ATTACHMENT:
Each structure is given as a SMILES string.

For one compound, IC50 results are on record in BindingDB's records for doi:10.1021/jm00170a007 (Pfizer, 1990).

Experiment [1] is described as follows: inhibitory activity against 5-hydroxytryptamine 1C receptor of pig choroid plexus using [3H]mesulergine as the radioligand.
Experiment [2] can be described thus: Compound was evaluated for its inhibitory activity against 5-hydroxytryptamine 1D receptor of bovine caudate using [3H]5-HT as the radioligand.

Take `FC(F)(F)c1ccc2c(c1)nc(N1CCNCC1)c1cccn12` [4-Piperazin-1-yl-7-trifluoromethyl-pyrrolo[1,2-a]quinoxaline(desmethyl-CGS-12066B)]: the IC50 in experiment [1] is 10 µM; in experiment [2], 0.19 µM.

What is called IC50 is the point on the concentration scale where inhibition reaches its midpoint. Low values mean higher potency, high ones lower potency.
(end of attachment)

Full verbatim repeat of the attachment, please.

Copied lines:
Each structure is given as a SMILES string.

For one compound, IC50 results are on record in BindingDB's records for doi:10.1021/jm00170a007 (Pfizer, 1990).

Experiment [1] is described as follows: inhibitory activity against 5-hydroxytryptamine 1C receptor of pig choroid plexus using [3H]mesulergine as the radioligand.
Experiment [2] can be described thus: Compound was evaluated for its inhibitory activity against 5-hydroxytryptamine 1D receptor of bovine caudate using [3H]5-HT as the radioligand.

Take `FC(F)(F)c1ccc2c(c1)nc(N1CCNCC1)c1cccn12` [4-Piperazin-1-yl-7-trifluoromethyl-pyrrolo[1,2-a]quinoxaline(desmethyl-CGS-12066B)]: the IC50 in experiment [1] is 10 µM; in experiment [2], 0.19 µM.

What is called IC50 is the point on the concentration scale where inhibition reaches its midpoint. Low values mean higher potency, high ones lower potency.